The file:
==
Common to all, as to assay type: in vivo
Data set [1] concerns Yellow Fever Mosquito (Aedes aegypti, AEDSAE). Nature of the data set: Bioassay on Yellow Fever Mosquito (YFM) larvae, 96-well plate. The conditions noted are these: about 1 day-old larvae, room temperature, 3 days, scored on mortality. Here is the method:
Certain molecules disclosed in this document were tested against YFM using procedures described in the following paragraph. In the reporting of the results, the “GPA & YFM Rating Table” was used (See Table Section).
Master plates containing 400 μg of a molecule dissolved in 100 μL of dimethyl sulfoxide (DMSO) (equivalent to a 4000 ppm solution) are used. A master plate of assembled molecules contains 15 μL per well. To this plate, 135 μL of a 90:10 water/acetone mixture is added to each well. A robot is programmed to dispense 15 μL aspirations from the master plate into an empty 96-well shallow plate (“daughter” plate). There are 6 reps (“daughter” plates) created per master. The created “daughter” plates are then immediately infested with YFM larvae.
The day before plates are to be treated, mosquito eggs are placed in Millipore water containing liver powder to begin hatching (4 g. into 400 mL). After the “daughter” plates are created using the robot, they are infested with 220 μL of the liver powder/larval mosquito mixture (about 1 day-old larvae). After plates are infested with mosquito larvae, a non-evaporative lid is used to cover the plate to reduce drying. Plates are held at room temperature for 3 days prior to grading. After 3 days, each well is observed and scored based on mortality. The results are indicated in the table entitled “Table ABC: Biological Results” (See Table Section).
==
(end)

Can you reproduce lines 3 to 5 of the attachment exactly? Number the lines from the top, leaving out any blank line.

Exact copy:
Certain molecules disclosed in this document were tested against YFM using procedures described in the following paragraph. In the reporting of the results, the “GPA & YFM Rating Table” was used (See Table Section).
Master plates containing 400 μg of a molecule dissolved in 100 μL of dimethyl sulfoxide (DMSO) (equivalent to a 4000 ppm solution) are used. A master plate of assembled molecules contains 15 μL per well. To this plate, 135 μL of a 90:10 water/acetone mixture is added to each well. A robot is programmed to dispense 15 μL aspirations from the master plate into an empty 96-well shallow plate (“daughter” plate). There are 6 reps (“daughter” plates) created per master. The created “daughter” plates are then immediately infested with YFM larvae.
The day before plates are to be treated, mosquito eggs are placed in Millipore water containing liver powder to begin hatching (4 g. into 400 mL). After the “daughter” plates are created using the robot, they are infested with 220 μL of the liver powder/larval mosquito mixture (about 1 day-old larvae). After plates are infested with mosquito larvae, a non-evaporative lid is used to cover the plate to reduce drying. Plates are held at room temperature for 3 days prior to grading. After 3 days, each well is observed and scored based on mortality. The results are indicated in the table entitled “Table ABC: Biological Results” (See Table Section).